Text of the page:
~ Synopsis ~
As part of the search for serial murderer nicknames “Buffalo Bill,” FBI trainee Clarice Starling is given an assignment. She must visit a man confined to a high-security facility for the criminally insane and interview him.
That man, Dr. Hannibal Lector, is a former psychiatrist with unusual tastes and an intense curiosity about the darker corners of the mind. His intimate understand of the killer and of Clarice herself form the core of Thomas Harris’ The Silence of the Lambs – an unforgettable classic of suspense fiction.
Excuse my sick sense of humor. Silence of the Lambs has been one of my all time favorite movies since it was released in 1991 when I was just 12 years old. I turned thirteen a few days after it’s release, I remember vividly buying a ticket to the Neverending Story 2 and sneaking in to watch Silence of the Lambs. I’d been somewhat obsessed with Anthony Hopkins since Magic – if you haven’t heard of that movie? Anthony Hopkins + Ventriloquist doll = the stuff of nightmares.
Annnnnyways. I’ve had Silence of the Lambs sitting on my bookshelf for YEARS and for whatever reason I never actually picked it up and read it. I was going through all my books on my bookshelves and trying to sort them out between what I’ve read and haven’t – Silence of the Lambs shot to the top of the TBR list of these paperbacks and I’m still asking myself why the hell I didn’t read it sooner – I couldn’t put it down, even though I’ve seen the movie 1,000,000 times – no joke, and I knew just about everything that was going to happen (there were some slight differences from book to movie) I was still very much hooked.
Especially the last 100 pages of the book – it was non-stop action and I was reading as fast as I could to find out what would happen next. All the while, Anthony Hopkins dancing around in my imagination – screwing around with Clarice and generally making everyone’s lives a living hell – hoping they find Catherine before Buffalo Bill skins her.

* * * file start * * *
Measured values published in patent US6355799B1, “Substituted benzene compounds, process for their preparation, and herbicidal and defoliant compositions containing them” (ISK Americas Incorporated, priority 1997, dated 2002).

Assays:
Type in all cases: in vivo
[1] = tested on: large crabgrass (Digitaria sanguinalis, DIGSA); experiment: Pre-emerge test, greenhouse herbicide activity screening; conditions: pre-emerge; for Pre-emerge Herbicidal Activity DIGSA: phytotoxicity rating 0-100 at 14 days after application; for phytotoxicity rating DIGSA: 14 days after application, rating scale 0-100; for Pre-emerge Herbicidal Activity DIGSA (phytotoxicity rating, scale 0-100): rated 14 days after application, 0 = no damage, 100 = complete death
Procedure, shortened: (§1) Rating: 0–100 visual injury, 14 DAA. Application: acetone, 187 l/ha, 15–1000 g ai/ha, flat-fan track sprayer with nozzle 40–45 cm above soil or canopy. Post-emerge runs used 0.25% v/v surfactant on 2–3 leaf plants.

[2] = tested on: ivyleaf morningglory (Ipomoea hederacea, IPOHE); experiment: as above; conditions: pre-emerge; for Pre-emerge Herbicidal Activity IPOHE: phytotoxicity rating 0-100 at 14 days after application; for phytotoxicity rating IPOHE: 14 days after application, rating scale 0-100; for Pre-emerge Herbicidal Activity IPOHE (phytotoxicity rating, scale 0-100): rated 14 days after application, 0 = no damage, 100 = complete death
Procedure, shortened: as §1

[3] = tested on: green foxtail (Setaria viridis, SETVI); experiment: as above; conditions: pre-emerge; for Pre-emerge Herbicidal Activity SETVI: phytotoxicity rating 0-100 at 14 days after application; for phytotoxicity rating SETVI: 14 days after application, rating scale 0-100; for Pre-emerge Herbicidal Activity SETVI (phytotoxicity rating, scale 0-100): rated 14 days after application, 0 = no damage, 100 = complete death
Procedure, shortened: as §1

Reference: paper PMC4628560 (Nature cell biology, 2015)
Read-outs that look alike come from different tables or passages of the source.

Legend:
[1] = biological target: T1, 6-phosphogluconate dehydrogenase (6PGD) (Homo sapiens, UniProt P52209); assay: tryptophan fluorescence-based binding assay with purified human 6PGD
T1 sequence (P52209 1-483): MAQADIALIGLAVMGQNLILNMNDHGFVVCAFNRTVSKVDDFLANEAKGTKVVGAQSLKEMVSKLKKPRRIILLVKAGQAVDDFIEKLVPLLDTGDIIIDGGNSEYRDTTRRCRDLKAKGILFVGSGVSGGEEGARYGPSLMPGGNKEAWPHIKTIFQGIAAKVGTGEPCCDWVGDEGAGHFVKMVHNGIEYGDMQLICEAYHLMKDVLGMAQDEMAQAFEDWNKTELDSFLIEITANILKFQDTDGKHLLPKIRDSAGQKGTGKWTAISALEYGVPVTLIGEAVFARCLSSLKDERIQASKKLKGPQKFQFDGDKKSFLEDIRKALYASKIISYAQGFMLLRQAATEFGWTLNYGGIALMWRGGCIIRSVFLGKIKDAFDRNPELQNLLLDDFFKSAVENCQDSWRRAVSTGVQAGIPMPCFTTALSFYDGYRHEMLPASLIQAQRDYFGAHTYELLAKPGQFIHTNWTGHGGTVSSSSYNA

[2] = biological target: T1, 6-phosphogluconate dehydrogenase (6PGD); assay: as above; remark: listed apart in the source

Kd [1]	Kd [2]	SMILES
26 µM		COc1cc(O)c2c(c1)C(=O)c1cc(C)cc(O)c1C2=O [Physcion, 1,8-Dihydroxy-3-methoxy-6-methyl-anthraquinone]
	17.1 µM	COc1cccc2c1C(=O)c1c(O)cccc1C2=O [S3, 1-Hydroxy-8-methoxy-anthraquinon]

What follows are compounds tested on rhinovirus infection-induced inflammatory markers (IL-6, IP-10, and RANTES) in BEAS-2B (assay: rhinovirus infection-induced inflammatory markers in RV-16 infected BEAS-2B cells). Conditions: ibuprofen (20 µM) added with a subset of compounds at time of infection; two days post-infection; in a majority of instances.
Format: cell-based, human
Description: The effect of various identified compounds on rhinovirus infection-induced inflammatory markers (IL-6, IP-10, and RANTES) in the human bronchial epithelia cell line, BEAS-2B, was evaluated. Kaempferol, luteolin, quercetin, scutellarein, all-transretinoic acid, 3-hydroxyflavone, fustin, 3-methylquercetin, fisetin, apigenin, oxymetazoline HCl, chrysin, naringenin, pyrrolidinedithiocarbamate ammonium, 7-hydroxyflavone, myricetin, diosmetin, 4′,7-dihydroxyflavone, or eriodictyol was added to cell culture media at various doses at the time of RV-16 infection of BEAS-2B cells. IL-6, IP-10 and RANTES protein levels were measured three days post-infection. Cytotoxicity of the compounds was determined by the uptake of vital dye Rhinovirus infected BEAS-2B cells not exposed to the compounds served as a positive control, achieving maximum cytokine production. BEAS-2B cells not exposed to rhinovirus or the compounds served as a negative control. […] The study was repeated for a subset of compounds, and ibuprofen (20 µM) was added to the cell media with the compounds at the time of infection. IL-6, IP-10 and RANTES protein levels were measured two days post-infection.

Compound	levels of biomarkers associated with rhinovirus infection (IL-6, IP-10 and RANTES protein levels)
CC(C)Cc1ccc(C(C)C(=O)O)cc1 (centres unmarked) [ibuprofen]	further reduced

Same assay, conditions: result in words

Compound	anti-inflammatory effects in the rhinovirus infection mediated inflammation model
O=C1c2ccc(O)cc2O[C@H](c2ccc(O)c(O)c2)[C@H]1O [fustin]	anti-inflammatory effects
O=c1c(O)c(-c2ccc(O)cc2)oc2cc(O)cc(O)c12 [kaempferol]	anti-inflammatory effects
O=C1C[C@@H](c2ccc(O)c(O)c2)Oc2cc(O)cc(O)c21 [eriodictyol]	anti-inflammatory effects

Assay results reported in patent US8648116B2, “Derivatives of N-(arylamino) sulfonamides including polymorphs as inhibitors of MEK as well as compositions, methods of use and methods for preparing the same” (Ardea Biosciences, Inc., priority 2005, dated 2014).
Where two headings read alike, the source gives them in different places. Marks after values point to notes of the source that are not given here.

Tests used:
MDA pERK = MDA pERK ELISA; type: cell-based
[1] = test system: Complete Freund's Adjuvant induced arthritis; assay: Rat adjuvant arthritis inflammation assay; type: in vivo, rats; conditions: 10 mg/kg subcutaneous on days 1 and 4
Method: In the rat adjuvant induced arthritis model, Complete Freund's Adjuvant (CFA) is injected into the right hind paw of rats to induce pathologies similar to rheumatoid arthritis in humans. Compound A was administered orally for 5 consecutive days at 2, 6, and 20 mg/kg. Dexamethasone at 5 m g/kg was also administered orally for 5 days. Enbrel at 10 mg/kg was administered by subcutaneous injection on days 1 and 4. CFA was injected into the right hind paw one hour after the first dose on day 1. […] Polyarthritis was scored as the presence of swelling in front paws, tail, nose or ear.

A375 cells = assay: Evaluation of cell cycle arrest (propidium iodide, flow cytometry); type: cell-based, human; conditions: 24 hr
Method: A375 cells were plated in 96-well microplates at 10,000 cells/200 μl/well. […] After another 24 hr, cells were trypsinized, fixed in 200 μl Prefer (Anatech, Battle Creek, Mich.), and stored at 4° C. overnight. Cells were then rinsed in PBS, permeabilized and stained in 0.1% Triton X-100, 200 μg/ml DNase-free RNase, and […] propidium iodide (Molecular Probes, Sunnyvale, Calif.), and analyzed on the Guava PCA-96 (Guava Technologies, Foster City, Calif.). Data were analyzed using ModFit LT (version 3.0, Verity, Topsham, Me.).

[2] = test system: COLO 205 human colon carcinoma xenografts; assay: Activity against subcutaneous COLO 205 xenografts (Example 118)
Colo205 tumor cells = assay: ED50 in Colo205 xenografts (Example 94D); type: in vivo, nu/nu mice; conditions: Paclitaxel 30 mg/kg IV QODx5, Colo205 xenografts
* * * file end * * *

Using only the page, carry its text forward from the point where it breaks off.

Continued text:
The story is a dramatic one – and so much pain-staking detail written to really give you the feel that you’re part of this investigation right along side Clarice – and it was SO much fun! (If you like chasing serial killers and talking to psychopaths.)
I can’t believe I didn’t read this sooner.
I read Red Dragon years ago, probably right after Silence of the Lambs came out in the theater – and I loved it, why this one escaped my clutches until now? BEYOND me. Because really, it’s a classic cat/mouse chase – just a little more disturbing circumstances than what might happen to the mouse if the cat got a hold of him.
The one thing I wasn’t expecting was the relationship between Hannibal and Clarice – now, I’ve heard rumors of what happens in Hannibal – but I’ve never read it, so I won’t make assumptions. But honestly, it was as if Hannibal was almost flirting with her – more so than I thought Harris would illustrate. And it makes Hannibal that much more human – and why we fucking root for this mad man. Because under any normal circumstances we wouldn’t (would we?)
He’s killed numerous innocent people – some for no other reason than their mistakes made during a musical recital. Or that their therapy wasn’t going anywhere – boring Hannibal to the point of bashing their heads in and eating their kidneys. But the way Thomas Harris writes this character – we do root for him, for his revenge and the hopes that he’ll be able to escape the hands of Dr. Chilton. That’s just plain talent.
If you’re in the mood for a fast-paced, action thriller (that you may or may not know the outcome of) you should check this out – it’s so worth it, even if you’ve seen the movie. It may be the best adaptation of a novel I’ve ever seen now comparing the two.
About the Author, Thomas Harris
Thomas Harris began his writing career covering crime in the United States and Mexico, and was a reporter and editor for the Associated Press in New York City. His first novel, Black Sunday, was printed in 1975, followed by Red Dragon in 1981, The Silence of the Lambs in 1988, Hannibal in 1999, and Hannibal Rising in 2006. (via the author’s website)